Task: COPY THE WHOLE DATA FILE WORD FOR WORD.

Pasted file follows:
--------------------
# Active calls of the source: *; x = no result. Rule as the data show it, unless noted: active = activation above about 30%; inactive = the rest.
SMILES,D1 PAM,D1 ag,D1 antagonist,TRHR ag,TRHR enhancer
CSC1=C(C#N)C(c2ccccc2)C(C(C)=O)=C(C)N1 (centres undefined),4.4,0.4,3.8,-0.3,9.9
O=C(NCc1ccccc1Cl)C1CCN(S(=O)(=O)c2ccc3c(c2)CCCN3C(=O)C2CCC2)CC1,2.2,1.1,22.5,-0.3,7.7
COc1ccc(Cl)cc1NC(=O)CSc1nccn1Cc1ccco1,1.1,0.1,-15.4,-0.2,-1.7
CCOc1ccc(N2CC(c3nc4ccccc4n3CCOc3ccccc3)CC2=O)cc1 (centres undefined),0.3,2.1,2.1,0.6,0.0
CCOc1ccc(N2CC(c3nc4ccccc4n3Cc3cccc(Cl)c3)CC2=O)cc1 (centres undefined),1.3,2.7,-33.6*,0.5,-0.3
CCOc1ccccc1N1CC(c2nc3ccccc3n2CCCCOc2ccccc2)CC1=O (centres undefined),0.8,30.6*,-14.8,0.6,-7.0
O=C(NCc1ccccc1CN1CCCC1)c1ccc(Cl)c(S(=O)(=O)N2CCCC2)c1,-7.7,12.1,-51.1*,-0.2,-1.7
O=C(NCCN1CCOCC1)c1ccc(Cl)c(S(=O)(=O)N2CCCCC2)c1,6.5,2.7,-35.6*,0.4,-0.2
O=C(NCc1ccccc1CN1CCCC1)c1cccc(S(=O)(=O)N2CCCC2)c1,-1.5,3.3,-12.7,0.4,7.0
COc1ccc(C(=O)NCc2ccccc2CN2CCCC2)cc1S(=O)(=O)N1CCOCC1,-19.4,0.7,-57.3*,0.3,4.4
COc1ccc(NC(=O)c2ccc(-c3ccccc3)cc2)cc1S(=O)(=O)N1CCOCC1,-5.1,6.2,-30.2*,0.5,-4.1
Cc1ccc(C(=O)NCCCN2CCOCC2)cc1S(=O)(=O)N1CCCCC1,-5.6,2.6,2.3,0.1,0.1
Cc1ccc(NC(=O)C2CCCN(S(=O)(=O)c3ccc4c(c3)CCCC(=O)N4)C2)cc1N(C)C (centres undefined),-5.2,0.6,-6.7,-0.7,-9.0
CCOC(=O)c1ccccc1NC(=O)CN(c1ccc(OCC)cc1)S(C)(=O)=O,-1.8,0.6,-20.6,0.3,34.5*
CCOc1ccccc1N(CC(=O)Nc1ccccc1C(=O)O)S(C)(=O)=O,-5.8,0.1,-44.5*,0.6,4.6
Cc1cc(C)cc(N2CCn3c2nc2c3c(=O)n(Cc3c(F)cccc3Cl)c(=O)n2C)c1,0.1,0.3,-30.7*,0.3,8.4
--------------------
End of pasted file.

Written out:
# Active calls of the source: *; x = no result. Rule as the data show it, unless noted: active = activation above about 30%; inactive = the rest.
SMILES,D1 PAM,D1 ag,D1 antagonist,TRHR ag,TRHR enhancer
CSC1=C(C#N)C(c2ccccc2)C(C(C)=O)=C(C)N1 (centres undefined),4.4,0.4,3.8,-0.3,9.9
O=C(NCc1ccccc1Cl)C1CCN(S(=O)(=O)c2ccc3c(c2)CCCN3C(=O)C2CCC2)CC1,2.2,1.1,22.5,-0.3,7.7
COc1ccc(Cl)cc1NC(=O)CSc1nccn1Cc1ccco1,1.1,0.1,-15.4,-0.2,-1.7
CCOc1ccc(N2CC(c3nc4ccccc4n3CCOc3ccccc3)CC2=O)cc1 (centres undefined),0.3,2.1,2.1,0.6,0.0
CCOc1ccc(N2CC(c3nc4ccccc4n3Cc3cccc(Cl)c3)CC2=O)cc1 (centres undefined),1.3,2.7,-33.6*,0.5,-0.3
CCOc1ccccc1N1CC(c2nc3ccccc3n2CCCCOc2ccccc2)CC1=O (centres undefined),0.8,30.6*,-14.8,0.6,-7.0
O=C(NCc1ccccc1CN1CCCC1)c1ccc(Cl)c(S(=O)(=O)N2CCCC2)c1,-7.7,12.1,-51.1*,-0.2,-1.7
O=C(NCCN1CCOCC1)c1ccc(Cl)c(S(=O)(=O)N2CCCCC2)c1,6.5,2.7,-35.6*,0.4,-0.2
O=C(NCc1ccccc1CN1CCCC1)c1cccc(S(=O)(=O)N2CCCC2)c1,-1.5,3.3,-12.7,0.4,7.0
COc1ccc(C(=O)NCc2ccccc2CN2CCCC2)cc1S(=O)(=O)N1CCOCC1,-19.4,0.7,-57.3*,0.3,4.4
COc1ccc(NC(=O)c2ccc(-c3ccccc3)cc2)cc1S(=O)(=O)N1CCOCC1,-5.1,6.2,-30.2*,0.5,-4.1
Cc1ccc(C(=O)NCCCN2CCOCC2)cc1S(=O)(=O)N1CCCCC1,-5.6,2.6,2.3,0.1,0.1
Cc1ccc(NC(=O)C2CCCN(S(=O)(=O)c3ccc4c(c3)CCCC(=O)N4)C2)cc1N(C)C (centres undefined),-5.2,0.6,-6.7,-0.7,-9.0
CCOC(=O)c1ccccc1NC(=O)CN(c1ccc(OCC)cc1)S(C)(=O)=O,-1.8,0.6,-20.6,0.3,34.5*
CCOc1ccccc1N(CC(=O)Nc1ccccc1C(=O)O)S(C)(=O)=O,-5.8,0.1,-44.5*,0.6,4.6
Cc1cc(C)cc(N2CCn3c2nc2c3c(=O)n(Cc3c(F)cccc3Cl)c(=O)n2C)c1,0.1,0.3,-30.7*,0.3,8.4